Emmett Ashford ’41
Honorary Doctor of Humane Letters degree (Posthumous), College of Educational Studies

Emmett Ashford, Chapman College Class of ’41, was the first African American to become an umpire in Major League Baseball. At Chapman, Ashford was a baseball player and sports editor for the student newspaper. In 1965, at age 51, he became the nation’s first black major league umpire, and was famed for his natty attire and charismatic animation behind home plate. He umpired both the 1967 All-Star Game and the 1970 World Series. After mandatory retirement in 1970, he became special assistant to Baseball Commissioner Bowie Kuhn. Ashford died in 1980 and was inducted posthumously into the Chapman University Athletics Hall of Fame in 1981. His daughter Adrienne Bratton will accept his honorary doctorate.

Nicholas Hernandez
Honorary Doctor of Arts degree, College of Educational Studies

Acclaimed Laguna Beach-based sculptor Nicholas Hernandez began carving at the age of seven when L.A. sculptor Leon Salter first put a sculpting tool and a piece of granite in his hand. Since then he has gone on to many accolades, and his award-winning works can be found in galleries and collections nationwide. He won the prestigious Lorenzo il Magnifico di Medici Medal for Best in Show at the Florence (Italy) Biennale in 2005, over more than 890 works from 72 countries, with his sculpture “Emergence.” That sculpture was purchased by Chapman University President James L. Doti and his wife Lynne; the couple donated it to Chapman University, where it was dedicated it to the students and placed prominently in the Escalette Arts Plaza.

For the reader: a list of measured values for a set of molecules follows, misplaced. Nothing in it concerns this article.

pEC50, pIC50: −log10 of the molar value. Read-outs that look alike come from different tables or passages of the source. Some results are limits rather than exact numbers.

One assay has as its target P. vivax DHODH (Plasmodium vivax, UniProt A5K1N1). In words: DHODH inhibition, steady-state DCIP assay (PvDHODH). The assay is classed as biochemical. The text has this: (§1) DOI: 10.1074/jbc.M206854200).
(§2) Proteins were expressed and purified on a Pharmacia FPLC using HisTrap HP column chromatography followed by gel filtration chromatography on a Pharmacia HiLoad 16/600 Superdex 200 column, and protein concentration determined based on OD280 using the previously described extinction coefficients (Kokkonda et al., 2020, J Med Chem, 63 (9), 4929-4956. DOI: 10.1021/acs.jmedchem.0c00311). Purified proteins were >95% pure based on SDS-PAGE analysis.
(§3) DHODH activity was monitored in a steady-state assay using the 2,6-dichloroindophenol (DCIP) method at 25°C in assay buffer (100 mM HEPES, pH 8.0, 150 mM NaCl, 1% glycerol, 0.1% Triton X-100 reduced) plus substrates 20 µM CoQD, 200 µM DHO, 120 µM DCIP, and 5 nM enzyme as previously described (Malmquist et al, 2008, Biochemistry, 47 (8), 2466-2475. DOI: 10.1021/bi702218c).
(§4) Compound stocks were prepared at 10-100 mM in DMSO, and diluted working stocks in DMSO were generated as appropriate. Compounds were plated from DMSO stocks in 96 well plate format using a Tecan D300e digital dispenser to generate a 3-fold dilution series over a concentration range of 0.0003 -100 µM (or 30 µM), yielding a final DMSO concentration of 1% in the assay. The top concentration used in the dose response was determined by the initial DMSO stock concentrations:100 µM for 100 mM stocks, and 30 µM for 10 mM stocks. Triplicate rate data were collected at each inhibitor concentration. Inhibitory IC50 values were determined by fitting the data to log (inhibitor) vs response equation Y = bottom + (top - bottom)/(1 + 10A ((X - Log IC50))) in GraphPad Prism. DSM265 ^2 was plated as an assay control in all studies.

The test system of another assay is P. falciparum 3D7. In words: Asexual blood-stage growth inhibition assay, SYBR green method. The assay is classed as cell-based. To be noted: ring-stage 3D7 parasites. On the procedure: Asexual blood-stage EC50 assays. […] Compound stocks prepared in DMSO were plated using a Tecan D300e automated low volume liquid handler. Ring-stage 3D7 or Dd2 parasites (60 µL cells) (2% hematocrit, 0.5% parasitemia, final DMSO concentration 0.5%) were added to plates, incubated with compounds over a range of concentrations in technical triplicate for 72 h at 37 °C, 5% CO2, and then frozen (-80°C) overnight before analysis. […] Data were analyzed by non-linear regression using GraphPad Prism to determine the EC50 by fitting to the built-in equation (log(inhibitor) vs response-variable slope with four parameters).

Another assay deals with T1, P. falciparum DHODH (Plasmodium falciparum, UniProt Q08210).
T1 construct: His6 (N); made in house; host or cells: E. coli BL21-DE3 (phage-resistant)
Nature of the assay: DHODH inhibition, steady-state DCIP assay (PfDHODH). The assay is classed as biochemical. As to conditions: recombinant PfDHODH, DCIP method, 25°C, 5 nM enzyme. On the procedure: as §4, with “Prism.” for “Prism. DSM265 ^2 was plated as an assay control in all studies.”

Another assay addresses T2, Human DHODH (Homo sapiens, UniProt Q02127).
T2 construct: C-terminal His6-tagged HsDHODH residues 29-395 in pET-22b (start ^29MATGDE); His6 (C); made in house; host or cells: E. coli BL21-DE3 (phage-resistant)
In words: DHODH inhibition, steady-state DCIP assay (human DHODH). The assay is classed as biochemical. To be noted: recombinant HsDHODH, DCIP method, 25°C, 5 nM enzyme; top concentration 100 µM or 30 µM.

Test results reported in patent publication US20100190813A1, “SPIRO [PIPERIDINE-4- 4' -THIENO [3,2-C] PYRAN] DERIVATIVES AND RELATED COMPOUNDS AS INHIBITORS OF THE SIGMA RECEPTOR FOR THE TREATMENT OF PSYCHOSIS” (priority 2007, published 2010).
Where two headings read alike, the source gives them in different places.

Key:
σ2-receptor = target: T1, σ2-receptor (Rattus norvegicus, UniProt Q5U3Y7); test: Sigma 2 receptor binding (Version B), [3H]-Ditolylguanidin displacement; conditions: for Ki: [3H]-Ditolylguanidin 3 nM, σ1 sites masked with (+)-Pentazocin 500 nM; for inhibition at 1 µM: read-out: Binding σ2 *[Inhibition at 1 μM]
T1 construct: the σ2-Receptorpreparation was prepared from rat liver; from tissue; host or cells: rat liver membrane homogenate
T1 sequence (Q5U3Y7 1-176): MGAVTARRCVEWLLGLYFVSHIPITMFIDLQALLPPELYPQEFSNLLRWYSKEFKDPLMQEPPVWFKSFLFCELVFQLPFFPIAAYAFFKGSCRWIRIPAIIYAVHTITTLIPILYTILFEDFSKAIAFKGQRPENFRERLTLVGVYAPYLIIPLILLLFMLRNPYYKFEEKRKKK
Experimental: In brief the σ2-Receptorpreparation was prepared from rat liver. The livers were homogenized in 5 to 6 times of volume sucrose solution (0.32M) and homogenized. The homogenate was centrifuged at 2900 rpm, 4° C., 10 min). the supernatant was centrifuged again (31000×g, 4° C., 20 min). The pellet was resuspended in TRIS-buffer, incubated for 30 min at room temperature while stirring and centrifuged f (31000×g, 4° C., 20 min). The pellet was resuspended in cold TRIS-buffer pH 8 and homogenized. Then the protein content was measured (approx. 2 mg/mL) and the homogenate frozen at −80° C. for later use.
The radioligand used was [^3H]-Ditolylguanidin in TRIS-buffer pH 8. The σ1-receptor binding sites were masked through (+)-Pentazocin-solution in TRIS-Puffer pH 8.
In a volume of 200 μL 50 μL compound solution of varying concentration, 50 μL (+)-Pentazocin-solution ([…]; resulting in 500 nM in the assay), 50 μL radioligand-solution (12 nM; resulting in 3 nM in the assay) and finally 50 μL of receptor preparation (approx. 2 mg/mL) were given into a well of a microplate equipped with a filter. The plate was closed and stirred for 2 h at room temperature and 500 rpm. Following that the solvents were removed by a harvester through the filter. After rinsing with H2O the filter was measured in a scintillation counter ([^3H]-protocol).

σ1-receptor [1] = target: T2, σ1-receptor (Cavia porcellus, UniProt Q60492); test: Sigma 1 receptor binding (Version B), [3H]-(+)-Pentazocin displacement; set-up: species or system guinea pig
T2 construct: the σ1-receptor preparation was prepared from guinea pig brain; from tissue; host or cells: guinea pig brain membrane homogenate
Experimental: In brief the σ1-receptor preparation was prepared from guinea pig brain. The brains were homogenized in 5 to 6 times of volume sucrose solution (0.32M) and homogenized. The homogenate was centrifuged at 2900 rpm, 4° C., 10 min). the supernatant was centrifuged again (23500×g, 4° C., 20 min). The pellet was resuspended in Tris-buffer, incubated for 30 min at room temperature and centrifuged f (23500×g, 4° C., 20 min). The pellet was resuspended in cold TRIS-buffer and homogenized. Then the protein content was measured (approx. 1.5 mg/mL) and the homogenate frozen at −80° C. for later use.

Jon Landau
Speaker and Honorary Doctor of Arts degree, Lawrence and Kristina Dodge College of Film and Media Arts

Jon Landau, partner with James Cameron in Lightstorm Entertainment, was co-producer and a driving force behind two of the highest-grossing films of all time, “Titanic,” which garnered 11 Academy Awards, including Best Picture, and “Avatar,” winner of three Academy Awards. The ground-breaking visuals for both films transformed storytelling for the screen. Landau’s other productions include “Mrs. Doubtfire,” “True Lies,” “Last of the Mohicans” and “Honey, I Shrunk the Kids.”

Rev. Dr. Paul M. Nagano ’42
Honorary Doctor of the University degree, Wilkinson College of Humanities and Social Sciences

The Rev. Dr. Paul M. Nagano ’42 was removed by the U.S. government from his studies at Chapman College in 1942, at the age of 21, and was interned - along with hundreds of other Japanese Americans - at camps in Poston, Ariz. for the duration of WWII. There he was ordained as an American Baptist minister and served as the camp minister. Following the war he helped Japanese Americans to resettle into their communities, and founded an ecumenical church that ministered to all Japanese Americans throughout Southern California. He founded the Los Angeles Japanese Baptist Church (now the Evergreen Baptist Church), which opened in 1946, and founded the Japanese Evangelical Missionary Society in 1950. He received his doctorate from the Claremont School of Theology and has since led numerous major Baptist churches and ministries throughout the West. He is currently chaplain at the Atherton Baptist Homes in Atherton, CA.

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